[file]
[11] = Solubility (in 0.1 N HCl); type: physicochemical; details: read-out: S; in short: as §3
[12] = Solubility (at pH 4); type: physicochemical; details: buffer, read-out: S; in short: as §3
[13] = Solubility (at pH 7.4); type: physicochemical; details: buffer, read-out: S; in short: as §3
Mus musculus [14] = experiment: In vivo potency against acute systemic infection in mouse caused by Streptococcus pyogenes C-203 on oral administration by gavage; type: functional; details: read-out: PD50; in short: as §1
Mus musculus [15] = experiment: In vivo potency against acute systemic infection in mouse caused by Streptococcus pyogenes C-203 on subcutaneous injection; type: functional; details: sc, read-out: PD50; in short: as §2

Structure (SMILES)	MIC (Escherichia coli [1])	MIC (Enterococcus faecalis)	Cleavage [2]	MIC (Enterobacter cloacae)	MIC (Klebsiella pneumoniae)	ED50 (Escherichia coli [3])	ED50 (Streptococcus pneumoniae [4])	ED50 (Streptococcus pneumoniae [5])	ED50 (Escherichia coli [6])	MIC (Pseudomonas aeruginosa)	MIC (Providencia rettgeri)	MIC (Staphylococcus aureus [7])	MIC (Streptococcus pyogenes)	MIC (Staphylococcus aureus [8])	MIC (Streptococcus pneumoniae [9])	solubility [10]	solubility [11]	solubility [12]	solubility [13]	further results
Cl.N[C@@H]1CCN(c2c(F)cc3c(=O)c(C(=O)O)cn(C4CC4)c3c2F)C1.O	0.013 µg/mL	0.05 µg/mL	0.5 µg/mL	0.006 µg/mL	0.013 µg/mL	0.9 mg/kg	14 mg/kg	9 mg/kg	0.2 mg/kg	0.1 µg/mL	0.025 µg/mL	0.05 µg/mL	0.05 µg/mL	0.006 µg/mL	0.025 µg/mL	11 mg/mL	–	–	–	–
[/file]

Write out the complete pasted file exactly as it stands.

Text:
[11] = Solubility (in 0.1 N HCl); type: physicochemical; details: read-out: S; in short: as §3
[12] = Solubility (at pH 4); type: physicochemical; details: buffer, read-out: S; in short: as §3
[13] = Solubility (at pH 7.4); type: physicochemical; details: buffer, read-out: S; in short: as §3
Mus musculus [14] = experiment: In vivo potency against acute systemic infection in mouse caused by Streptococcus pyogenes C-203 on oral administration by gavage; type: functional; details: read-out: PD50; in short: as §1
Mus musculus [15] = experiment: In vivo potency against acute systemic infection in mouse caused by Streptococcus pyogenes C-203 on subcutaneous injection; type: functional; details: sc, read-out: PD50; in short: as §2

Structure (SMILES)	MIC (Escherichia coli [1])	MIC (Enterococcus faecalis)	Cleavage [2]	MIC (Enterobacter cloacae)	MIC (Klebsiella pneumoniae)	ED50 (Escherichia coli [3])	ED50 (Streptococcus pneumoniae [4])	ED50 (Streptococcus pneumoniae [5])	ED50 (Escherichia coli [6])	MIC (Pseudomonas aeruginosa)	MIC (Providencia rettgeri)	MIC (Staphylococcus aureus [7])	MIC (Streptococcus pyogenes)	MIC (Staphylococcus aureus [8])	MIC (Streptococcus pneumoniae [9])	solubility [10]	solubility [11]	solubility [12]	solubility [13]	further results
Cl.N[C@@H]1CCN(c2c(F)cc3c(=O)c(C(=O)O)cn(C4CC4)c3c2F)C1.O	0.013 µg/mL	0.05 µg/mL	0.5 µg/mL	0.006 µg/mL	0.013 µg/mL	0.9 mg/kg	14 mg/kg	9 mg/kg	0.2 mg/kg	0.1 µg/mL	0.025 µg/mL	0.05 µg/mL	0.05 µg/mL	0.006 µg/mL	0.025 µg/mL	11 mg/mL	–	–	–	–